In his speech to his alma mater, University of Colorado’s journalism school, Rick Reilly said this:
“When you get out there, all I ask is that you: DON’T WRITE FOR FREE! Nobody asks strippers to strip for free, doctors to doctor for free or professors to profess for free. Have some pride! What you know how to do now is a skill that 99.9 percent of the people don’t have. If you do it for free, they won’t respect you in the morning. Or the next day. Or the day after that. You sink everybody’s boat in the harbor, not just yours. So just DON’T!
And you know what? I agree with him. He isn’t talking about personal blogs or anything like that and is rather pointing specifically to unpaid internships. Don’t do it, he says.
Many blogs and big writers have argued that it’s stupid advice that he’s giving. What grads want is exposure. They want their work published in major media outlets; they want to have clips ready for future employers. & That’s exactly what an unpaid internship does. Sure, you don’t get money now, but you build a nice portfolio that will help you land a job and get paid later–and isn’t that the goal?
And though I agree with what these people are saying, I can’t help but feel extremely uncomfortable with the notion of unpaid internships. Why? Because it’s setting a bad precedent. It’s telling students that it’s okay to not get paid despite working 40+ hours a week. It’s telling students that only those who are well-off can work in this field, this field that, well, pays nothing to its interns. It’s taking away the value of your words, and it’s taking away the value of your work. And what does it say about the newsroom if they’re not offering paid internships? Either that they don’t value their interns enough or that they don’t have enough money to be hiring interns–so they probably shouldn’t be anyway (because how much work would the interns really be doing?). As a paid intern, you should be treated like a typical reporter on their staff (& that’s what I’ve been told by the new companies I’ve worked/am working with), but as an unpaid intern, there’s more leeway for interns to be treated as “lower-class citizens” and resorting to filing papers, sending out emails, arranging interviews, etc. instead of going out there and hunting for their own stories.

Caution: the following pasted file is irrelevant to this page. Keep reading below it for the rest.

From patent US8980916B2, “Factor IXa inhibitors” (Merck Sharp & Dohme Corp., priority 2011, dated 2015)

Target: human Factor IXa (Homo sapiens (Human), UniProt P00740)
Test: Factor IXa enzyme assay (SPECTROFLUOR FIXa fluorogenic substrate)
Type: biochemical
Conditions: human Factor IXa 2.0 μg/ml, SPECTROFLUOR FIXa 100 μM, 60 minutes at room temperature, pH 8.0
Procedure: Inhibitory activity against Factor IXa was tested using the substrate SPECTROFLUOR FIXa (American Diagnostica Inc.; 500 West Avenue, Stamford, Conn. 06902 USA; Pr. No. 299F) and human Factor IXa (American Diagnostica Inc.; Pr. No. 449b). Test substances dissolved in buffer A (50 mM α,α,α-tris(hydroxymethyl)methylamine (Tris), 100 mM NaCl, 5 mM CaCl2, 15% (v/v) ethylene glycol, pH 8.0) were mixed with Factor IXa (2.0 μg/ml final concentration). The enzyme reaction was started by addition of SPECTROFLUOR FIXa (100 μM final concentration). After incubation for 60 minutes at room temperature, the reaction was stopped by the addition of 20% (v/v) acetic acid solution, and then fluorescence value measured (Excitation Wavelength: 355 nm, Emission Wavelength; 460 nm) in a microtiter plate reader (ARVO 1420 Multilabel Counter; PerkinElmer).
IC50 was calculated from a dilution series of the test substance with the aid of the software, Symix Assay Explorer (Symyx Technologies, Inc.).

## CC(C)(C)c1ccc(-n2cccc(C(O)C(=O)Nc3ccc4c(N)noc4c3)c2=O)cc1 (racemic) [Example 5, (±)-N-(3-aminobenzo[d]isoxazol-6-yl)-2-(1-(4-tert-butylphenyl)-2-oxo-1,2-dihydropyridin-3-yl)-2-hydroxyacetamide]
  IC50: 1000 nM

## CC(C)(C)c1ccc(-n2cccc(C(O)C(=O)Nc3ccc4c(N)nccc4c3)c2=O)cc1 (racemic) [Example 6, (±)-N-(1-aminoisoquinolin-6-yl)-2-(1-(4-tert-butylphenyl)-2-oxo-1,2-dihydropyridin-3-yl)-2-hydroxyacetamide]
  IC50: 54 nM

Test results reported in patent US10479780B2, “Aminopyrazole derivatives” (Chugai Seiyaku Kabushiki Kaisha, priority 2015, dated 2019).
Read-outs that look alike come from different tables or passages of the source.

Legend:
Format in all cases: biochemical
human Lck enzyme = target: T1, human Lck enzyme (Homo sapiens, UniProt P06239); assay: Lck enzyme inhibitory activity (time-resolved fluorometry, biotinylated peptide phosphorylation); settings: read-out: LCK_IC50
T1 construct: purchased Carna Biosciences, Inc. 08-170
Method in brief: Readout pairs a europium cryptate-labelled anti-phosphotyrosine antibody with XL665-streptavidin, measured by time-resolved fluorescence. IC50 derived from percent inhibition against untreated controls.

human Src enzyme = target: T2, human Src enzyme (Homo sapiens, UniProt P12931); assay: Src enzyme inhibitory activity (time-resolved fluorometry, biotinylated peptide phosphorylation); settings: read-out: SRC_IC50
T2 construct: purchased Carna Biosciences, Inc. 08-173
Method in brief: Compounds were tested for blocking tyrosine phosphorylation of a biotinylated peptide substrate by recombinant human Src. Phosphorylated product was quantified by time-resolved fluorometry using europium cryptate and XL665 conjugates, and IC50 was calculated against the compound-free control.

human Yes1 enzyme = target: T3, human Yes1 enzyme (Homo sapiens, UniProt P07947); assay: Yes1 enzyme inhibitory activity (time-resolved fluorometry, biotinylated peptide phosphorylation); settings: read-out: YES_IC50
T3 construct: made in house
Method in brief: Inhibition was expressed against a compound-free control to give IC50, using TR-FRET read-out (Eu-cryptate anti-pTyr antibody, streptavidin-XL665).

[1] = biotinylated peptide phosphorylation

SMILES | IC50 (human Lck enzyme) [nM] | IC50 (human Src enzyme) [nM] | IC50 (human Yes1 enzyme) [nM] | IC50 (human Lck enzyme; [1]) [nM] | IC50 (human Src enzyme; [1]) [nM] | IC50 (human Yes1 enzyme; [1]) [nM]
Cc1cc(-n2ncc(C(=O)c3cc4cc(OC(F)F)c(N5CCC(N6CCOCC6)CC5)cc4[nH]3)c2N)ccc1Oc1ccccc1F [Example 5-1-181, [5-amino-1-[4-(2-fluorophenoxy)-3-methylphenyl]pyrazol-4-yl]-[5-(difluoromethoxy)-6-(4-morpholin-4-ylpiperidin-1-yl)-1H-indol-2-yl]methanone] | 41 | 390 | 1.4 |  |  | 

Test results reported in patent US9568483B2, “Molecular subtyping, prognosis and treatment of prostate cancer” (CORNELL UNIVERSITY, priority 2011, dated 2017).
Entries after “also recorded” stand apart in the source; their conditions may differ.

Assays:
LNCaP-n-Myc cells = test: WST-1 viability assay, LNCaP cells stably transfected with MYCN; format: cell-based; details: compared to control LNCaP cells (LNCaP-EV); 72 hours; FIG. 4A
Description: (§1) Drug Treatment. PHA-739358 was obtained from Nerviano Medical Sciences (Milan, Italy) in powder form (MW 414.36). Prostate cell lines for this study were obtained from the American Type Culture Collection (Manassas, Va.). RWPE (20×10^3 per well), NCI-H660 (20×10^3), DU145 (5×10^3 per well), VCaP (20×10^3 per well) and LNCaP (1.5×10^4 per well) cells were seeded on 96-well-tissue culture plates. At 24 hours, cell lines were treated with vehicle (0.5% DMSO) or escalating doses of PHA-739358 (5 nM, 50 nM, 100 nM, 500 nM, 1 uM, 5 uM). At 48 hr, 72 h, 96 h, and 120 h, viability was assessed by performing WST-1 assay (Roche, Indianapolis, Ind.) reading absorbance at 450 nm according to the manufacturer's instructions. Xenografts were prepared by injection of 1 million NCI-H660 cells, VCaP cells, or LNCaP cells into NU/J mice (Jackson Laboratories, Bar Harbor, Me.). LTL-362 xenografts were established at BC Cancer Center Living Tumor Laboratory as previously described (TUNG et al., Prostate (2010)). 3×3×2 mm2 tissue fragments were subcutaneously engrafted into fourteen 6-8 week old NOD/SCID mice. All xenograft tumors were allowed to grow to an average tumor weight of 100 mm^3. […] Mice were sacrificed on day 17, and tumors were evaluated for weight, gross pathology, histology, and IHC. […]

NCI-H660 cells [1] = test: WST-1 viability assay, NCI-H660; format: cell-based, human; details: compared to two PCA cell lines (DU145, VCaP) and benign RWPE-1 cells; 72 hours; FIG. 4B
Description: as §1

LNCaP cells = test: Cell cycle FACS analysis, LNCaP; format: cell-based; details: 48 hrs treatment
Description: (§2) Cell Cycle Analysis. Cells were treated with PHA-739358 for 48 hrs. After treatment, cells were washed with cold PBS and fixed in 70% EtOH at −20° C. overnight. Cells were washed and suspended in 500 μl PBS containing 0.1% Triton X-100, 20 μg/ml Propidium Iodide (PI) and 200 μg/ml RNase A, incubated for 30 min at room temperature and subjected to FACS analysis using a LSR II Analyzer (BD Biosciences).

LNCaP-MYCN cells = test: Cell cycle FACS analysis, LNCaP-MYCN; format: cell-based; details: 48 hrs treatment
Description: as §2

But with all this said, I should give a fair–and perhaps too-late–warning: I’m biased, extremely biased. I’ve been lucky enough to scour some really great paid internship opportunities, and though I haven’t come up that much in the green, I’ve been paid enough to cover room, food, and transportation costs. I’m also a firm believer in equal opportunity employment, especially in relation to internships. Students should not be barred from certain opportunities because their family does not have enough money to send their child to another state to live for three months. Interns should be selected for their talent, their charisma, their ability–not the size of their wallet. So while I’m not against people taking up unpaid internships, I am against companies offering unpaid internships, and making that differentiation between the haves and the have-nots just that much wider.
So in conclusion, I would never write for free. And why? Because I don’t believe in elitism, and I believe my words (professionally, at least) are worth more than $0. And if I say they’re worth $0 today, aren’t they still worth the same later? Print journalism is dying, yes, maybe, but the need for journalists and the impact and power of words? Not at all! Just look at how Osama Bin Laden’s death broke. He may not have been a professional writer, but there is no doubt in my mind he’s paid for what he does.